Last May I attended the American Academy of Pediatrics' (AAP) Growing Up Digital: Media Research Symposium for media researchers, educators, pediatricians, social science and neuroscience experts, and others. The purpose of this gathering was to grapple with matter of "screen time" and kids in order to help the AAP refresh their recommendations to parents.
In a world where teens and their screens are increasingly inseparable (Pew Research Center reports 24% of 13- to 17- year olds admit to checking their phones "almost constantly") and younger children are exposed to screens almost immediately upon exiting the womb, beleaguered parents look to the AAP for guidance. The organization's long-standing recommendation has been that kids' entertainment screen time be limited "to less than one or two hours per day," and for kids under 2, none at all. I often refer to this data when talking to parents, and it's typically greeted by the open-mouthed gaze of astonishment from parents who wonder how to turn back "screen time" to such prehistoric levels.
This is the conundrum the AAP found itself in, trying to reconcile research with reality. As the organization states in a press release,
In a world where "screen time" is becoming simply "time," our policies must evolve or become obsolete. The public needs to know that the Academy's advice is science-driven, not based merely on the precautionary principle.
So what does the science say? Well, for our youngest children the data is clear. Research shows that the very young learn best via real life, back-and-forth "talk time." Passive viewing doesn't cut it. Additionally, unstructured offline play stimulates creativity and co-viewing media with children is critical. As children get older, the AAP recommends that parents set limits and they say it is okay for teens to be online because "[o]nline relationships are integral to adolescent development."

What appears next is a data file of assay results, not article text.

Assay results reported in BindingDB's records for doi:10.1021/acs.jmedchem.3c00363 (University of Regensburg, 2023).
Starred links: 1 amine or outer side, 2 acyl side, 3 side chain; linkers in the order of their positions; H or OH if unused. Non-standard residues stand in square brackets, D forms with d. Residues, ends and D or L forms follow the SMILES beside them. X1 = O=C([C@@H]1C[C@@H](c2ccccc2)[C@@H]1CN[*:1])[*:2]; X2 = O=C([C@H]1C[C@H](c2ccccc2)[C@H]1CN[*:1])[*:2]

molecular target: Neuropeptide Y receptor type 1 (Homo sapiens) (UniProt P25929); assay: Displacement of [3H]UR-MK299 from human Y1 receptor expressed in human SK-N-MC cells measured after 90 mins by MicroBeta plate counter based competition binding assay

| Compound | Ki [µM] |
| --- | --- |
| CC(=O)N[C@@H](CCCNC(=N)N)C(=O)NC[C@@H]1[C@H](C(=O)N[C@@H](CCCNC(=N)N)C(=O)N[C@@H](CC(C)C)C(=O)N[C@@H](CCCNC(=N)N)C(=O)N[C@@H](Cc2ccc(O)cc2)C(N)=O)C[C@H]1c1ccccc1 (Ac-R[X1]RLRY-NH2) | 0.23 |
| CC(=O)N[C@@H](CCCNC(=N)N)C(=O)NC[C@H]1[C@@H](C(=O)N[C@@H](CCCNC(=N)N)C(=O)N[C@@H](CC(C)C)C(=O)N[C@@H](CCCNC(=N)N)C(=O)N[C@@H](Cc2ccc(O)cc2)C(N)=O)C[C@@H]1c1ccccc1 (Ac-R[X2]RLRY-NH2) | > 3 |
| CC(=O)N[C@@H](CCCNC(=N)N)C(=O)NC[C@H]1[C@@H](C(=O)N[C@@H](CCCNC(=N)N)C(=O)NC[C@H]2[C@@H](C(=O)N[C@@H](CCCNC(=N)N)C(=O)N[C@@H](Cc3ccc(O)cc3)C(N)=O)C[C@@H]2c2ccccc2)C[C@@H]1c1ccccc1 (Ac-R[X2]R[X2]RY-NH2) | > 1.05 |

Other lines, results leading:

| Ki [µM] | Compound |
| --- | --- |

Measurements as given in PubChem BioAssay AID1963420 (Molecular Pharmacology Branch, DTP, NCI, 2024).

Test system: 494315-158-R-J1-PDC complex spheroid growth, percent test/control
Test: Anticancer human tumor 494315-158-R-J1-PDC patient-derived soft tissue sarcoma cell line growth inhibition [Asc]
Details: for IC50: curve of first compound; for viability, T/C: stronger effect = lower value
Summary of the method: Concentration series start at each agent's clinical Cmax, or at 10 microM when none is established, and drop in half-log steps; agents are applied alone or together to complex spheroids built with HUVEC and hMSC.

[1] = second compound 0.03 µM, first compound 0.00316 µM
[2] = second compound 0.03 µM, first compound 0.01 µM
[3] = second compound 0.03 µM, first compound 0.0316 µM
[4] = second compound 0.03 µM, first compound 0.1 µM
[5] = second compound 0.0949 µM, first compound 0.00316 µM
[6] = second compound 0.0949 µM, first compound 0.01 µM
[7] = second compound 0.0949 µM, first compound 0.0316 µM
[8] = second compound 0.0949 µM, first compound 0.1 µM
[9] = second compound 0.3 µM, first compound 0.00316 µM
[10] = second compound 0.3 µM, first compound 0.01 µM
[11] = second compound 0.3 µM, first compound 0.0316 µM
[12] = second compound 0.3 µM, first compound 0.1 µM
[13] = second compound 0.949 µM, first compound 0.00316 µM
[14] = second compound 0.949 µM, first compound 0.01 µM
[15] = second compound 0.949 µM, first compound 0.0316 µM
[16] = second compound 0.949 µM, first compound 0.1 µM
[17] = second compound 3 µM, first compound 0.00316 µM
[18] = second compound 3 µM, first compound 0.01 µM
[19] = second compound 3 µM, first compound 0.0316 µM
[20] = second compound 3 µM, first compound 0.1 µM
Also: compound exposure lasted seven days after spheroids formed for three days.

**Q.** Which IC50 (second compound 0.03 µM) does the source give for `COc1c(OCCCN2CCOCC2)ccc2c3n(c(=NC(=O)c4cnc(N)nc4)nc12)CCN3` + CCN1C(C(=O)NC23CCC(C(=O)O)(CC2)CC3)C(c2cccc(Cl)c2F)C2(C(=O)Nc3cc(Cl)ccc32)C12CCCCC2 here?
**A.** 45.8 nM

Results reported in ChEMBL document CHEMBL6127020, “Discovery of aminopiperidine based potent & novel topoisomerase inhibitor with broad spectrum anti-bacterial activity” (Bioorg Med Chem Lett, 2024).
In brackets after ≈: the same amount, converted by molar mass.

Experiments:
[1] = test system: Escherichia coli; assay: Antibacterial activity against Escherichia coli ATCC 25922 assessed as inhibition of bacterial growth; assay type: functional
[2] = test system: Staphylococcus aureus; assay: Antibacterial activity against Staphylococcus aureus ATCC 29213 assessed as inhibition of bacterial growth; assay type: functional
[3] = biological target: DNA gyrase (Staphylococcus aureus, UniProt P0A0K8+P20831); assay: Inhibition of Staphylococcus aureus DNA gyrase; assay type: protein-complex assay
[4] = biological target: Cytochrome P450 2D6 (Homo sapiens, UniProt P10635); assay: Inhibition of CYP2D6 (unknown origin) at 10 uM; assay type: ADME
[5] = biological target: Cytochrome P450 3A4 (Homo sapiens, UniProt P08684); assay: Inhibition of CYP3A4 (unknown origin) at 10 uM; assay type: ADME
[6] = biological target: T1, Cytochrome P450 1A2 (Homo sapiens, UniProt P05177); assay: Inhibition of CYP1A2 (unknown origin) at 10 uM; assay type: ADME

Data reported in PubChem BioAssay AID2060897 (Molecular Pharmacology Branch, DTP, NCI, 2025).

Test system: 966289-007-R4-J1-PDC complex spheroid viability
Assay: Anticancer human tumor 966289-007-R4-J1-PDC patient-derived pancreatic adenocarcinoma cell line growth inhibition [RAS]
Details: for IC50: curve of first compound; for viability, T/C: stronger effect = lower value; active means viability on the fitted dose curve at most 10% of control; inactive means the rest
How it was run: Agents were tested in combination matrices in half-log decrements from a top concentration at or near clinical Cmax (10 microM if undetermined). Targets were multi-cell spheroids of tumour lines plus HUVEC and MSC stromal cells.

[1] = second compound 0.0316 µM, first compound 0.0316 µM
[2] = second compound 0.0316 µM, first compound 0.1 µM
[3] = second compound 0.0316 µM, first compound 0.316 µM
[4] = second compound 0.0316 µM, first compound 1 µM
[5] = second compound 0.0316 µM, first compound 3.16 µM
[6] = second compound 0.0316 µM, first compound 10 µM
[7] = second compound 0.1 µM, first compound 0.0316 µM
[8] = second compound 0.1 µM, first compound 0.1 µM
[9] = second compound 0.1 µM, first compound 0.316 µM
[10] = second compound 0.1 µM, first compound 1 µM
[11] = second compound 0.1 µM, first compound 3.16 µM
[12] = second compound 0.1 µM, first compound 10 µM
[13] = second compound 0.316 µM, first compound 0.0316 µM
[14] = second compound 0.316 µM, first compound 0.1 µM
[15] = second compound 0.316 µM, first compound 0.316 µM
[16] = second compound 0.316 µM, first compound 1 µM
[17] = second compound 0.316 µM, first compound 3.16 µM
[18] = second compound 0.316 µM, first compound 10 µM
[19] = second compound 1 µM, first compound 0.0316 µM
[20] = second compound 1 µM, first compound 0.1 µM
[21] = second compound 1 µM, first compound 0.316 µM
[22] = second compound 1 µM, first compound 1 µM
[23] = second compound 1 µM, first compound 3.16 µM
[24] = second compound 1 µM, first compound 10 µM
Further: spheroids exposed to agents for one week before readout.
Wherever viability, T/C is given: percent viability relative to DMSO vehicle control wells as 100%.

But, most importantly, parents need to take a deep breath. According to the AAP, "parenting has not changed" and the same parenting rules our parents used with us are still relevant today, only they need to extend to online environments too. That means, parents have to get involved (online), they need to familiarize themselves with the apps that have funny names (i.e., Snapchat), maybe even learn some texting lingo (lol), and model good citizenship online and off. This requires putting down our own phones now and then in order to engage in a good old-fashioned offline chat.
In short, while it seems like technology has changed everything, in fact much remains the same. Parenting is a 24/7 job and no one said it would be easy.
Here, excerpted in full, is the AAP's Children and Media: Tips for Parents:
- Treat media as you would any other environment in your child's life. The same parenting guidelines apply in both real and virtual environments. Set limits; kids need and expect them. Know your children's friends, both online and off. Know what platforms, software, and apps your children are using, where they are going on the web, and what they are doing online.
- Set limits and encourage playtime. Tech use, like all other activities, should have reasonable limits. Unstructured and offline play stimulates creativity. Make unplugged playtime a daily priority, especially for very young children. And--don't forget to join your children in unplugged play whenever you're able.